Pedal Patrol

Photo by George Walker | The Collegian Officers Mike Dunn and Chris Comes patrol Aggieville on August 27, 2014. Bicycle officers have many advantages to officers in patrol cars, as they are able to see, smell and hear potential crimes easier than officers in patrol cars.

A common misconception about bicycle police officers is that they are undergoing some form of punishment. However, Riley County Police Department bike officers insists this is not the case.

“Where some people think it’s a punishment, it’s (actually) a commitment that everyone on the team wanted and asked for and has to work to keep,” said officer Matthew Droge, public information officer for the RCPD and one of the bike instructors in the department. “It is definitely a dedicated group of officers that’s for sure.”

Becoming a bike officer is not an easy task, Droge said. First, one of the 10 team positions has to open up. Officers applying for the “bike team” have to be employed with RCPD for two and a half years prior, to make sure they understand how the department works and the community’s expectations.

“After you apply, if you get selected for the team, you go basically to bike school,” Droge said. “It’s a week long, 32 hours, plus the (shooting) range. There’s a classroom, there’s a written test and there’s a skills tests. If you pass all that, you get your bike uniform and you’re a bike cop.”

Officer Mike Dunn patrols on bike, as well as instructs other officers on the team. Dunn said he has been a bike officer for approximately four years; two and a half as a member of the Emporia Police Department, and one and a half years with RCPD.

Dunn said there are two bike officers per shift who usually stay near Aggieville and residential areas. Dunn said he and his partner, officer Chris Comes, patrol the area on bike during their eight-hour shifts.

“We will ride around the areas kind of around the Aggieville area and the residential areas around the park, specifically working on traffic,” Dunn said. “Then, in the evening hours when it gets darker, we’ll start to focus on alcohol violations and stuff like that.”

Comes said they can do nearly everything on bike that a police unit in a car can do, with the added element of being more exposed to the elements.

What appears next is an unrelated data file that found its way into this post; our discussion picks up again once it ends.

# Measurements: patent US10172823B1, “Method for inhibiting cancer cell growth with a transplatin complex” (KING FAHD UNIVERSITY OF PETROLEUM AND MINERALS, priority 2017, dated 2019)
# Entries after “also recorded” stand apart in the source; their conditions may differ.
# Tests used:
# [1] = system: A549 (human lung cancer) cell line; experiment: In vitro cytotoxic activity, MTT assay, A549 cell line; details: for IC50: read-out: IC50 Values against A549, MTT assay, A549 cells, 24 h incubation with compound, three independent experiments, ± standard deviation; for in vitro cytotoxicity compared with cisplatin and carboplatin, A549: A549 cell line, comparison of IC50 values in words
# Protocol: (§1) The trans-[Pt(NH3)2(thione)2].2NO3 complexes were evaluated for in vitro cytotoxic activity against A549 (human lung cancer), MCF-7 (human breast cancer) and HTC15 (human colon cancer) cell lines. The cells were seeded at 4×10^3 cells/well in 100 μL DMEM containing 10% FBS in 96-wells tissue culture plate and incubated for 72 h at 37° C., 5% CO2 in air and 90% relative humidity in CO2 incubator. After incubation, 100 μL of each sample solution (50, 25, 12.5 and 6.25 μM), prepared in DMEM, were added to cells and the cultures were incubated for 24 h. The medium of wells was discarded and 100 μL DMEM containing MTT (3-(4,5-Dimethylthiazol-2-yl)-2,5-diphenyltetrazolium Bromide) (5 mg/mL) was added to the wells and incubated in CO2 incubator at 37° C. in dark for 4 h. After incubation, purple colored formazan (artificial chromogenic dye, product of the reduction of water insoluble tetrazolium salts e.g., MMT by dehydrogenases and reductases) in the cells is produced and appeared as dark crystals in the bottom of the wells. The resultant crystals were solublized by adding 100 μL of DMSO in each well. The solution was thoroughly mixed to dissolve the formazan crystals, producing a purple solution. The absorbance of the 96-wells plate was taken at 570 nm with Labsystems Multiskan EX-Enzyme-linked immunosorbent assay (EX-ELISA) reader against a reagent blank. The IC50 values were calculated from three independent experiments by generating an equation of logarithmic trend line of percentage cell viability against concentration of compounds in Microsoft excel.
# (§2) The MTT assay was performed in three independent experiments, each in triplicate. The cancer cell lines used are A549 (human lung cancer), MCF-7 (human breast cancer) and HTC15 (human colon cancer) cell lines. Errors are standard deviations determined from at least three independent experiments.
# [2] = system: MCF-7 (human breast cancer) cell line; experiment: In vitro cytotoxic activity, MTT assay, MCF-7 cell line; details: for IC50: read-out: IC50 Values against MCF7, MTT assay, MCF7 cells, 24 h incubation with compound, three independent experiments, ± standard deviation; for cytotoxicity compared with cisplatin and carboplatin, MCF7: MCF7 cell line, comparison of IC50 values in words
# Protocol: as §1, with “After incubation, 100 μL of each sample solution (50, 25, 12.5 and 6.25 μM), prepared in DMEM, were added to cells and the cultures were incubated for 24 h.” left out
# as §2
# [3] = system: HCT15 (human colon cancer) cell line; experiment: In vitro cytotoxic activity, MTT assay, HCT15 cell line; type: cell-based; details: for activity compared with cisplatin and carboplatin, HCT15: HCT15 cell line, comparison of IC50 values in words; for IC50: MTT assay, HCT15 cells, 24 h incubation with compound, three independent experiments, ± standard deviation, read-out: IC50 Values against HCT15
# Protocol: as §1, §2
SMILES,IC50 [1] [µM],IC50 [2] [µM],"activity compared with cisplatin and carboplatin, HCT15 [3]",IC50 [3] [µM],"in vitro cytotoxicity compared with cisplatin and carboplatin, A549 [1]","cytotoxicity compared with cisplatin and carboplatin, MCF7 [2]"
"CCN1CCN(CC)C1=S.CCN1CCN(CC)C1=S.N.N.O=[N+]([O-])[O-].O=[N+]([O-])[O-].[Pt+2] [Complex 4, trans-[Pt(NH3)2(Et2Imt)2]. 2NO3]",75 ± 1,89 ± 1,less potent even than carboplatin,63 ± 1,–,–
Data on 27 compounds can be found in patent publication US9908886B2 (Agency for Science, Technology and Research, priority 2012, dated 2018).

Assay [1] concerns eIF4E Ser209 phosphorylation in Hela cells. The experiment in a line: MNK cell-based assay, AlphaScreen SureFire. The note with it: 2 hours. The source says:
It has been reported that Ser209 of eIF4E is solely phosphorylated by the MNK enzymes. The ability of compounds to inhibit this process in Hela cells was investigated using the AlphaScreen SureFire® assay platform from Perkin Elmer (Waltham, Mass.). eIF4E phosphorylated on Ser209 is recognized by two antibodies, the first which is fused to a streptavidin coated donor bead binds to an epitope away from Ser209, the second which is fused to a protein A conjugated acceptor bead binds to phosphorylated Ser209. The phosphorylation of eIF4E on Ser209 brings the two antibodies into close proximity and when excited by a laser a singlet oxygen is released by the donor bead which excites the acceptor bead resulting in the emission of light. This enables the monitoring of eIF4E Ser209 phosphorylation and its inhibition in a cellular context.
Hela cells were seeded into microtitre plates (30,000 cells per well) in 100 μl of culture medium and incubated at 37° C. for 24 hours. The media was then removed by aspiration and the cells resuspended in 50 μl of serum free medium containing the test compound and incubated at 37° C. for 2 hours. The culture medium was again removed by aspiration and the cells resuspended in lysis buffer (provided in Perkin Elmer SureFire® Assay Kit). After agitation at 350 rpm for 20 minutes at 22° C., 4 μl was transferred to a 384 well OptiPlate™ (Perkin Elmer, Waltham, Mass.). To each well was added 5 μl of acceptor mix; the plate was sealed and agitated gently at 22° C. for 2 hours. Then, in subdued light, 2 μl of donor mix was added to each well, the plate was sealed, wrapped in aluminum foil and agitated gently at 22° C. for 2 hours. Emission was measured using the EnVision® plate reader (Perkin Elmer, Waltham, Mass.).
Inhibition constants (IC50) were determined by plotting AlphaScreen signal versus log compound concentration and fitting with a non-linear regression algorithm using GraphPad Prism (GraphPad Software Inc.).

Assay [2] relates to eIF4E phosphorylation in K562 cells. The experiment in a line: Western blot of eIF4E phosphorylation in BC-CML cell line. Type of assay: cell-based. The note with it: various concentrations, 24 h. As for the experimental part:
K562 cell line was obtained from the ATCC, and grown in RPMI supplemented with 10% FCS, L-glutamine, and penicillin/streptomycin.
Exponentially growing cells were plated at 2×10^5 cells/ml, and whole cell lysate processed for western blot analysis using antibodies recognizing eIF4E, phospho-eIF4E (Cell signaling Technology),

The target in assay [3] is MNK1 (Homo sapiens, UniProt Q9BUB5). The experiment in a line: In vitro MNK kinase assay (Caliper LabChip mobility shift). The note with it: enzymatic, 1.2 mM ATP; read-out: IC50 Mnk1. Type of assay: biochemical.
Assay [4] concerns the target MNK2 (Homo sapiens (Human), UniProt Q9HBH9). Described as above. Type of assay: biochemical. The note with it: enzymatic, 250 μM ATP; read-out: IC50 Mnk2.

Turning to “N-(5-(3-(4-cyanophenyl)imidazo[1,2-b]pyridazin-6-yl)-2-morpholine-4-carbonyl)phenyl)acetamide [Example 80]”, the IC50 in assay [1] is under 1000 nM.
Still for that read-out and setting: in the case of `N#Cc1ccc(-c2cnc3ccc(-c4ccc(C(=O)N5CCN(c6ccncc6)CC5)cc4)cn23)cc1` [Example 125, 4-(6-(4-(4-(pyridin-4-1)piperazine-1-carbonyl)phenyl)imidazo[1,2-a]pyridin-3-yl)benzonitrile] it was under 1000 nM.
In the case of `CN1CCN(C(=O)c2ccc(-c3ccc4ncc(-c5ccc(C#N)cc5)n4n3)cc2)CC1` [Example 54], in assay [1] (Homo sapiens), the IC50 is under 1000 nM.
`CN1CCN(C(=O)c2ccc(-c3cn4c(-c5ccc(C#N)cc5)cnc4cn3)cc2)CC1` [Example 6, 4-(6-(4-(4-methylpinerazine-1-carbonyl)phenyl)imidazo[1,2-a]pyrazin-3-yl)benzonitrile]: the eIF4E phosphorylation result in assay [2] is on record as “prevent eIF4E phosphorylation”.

“In a car, you can’t hear everything because you have the motor and the air conditioning and that kind of stuff blaring,” Comes said. “You can’t smell everything, because you only have a small window next to you. We get more exposure and people are more apt to talk to bike officers; we are more approachable than a cop car typically.”

Dunn and Comes said people often ask them questions such as if they have ever shot anyone and what they do if a car runs from them.

“Of course we’re not (go) after someone on a highway going 45 mph,” Comes said. “That’s why we like to stay closer to a residential area, so it’s easier for us.”

Dunn said RCPD bike cops are strategic about the areas where they conduct traffic stops.

“Typically, we’ll set ourselves up at either a stop sign or a traffic light so that we can look and see traffic infractions out in front of us,” Dunn said. “Then, they’ll have to stop at either that traffic light or that traffic stop. While they’re stopped, that will give us a chance to ride up next to their window and grab their attention.”

Droge said the RCPD purchases some of their bikes from Big Poppi Bicycle Co. and some from The Pathfinder, both of which are local to Manhattan. Maintenance on the bikes is done at either store, depending on the bike. Droge said the RCPD does not have any type of contract with either.

Aaron Apel, co-owner of Big Poppi, said RCPD is tough on their bikes because of duty to keep Manhattan safe.

“They tear the crap out of the bikes,” Apel said. “I mean, part of it is the nature of the work they are doing. They don’t just ride on pavement; they ride on every terrain you could possibly think of and some terrains that you wouldn’t traditionally think to ride on. They have one goal in mind, and that’s to keep the public safe.”

Apel said damages to the bikes are caused by regular police duties and by training, which involves simulating lifelike scenarios.

“Bikes get beat up when they’re doing their training stuff too, because they like to take them down stairs and stuff like that (to simulate) rougher terrain,” Apel said.

Opting to be on the bike team does have its disadvantages as well. In the winter, for instance, the officers continue their bike patrol. According to Dunn, the bikes can be utilized safely in approximately 4 inches of snow, but not in ice. Officers to have the ability to switch to a police car instead if it gets too cold for comfort or safety.

“For me personally, it’s when the wind blows really hard,” Dunn said. “It can be 5 degrees out and I’m okay with it if there’s no wind. On the flip side, it can be 25 (degrees) and if the wind is blowing out of the north at 20 mph, it’s going to be too much. It just goes right through you.”

Despite the unique challenges bike cops face, Dunn said bike cops like to be out on patrol whenever they can.

“We are year-round,” Dunn said. “So if we can be out there we’d like to be out there.”

Shelton Burch
Shelton grew up in the desert southwest. A native of Lancaster, California, he mostly grew up in south Phoenix, Arizona; Austin, Texas; and Colorado Springs, Colorado before moving to Kansas and graduating from Junction City High School. He started working as a news writer for the Collegian in 2009 before taking a three-year break from college. He returned to K-State in 2013 and has since worked for the news desk, feature desk, as a copy editor and now as a sports writer. He enjoys tap dancing, writing anything possible, reading court opinions and watching Arizona Coyotes hockey.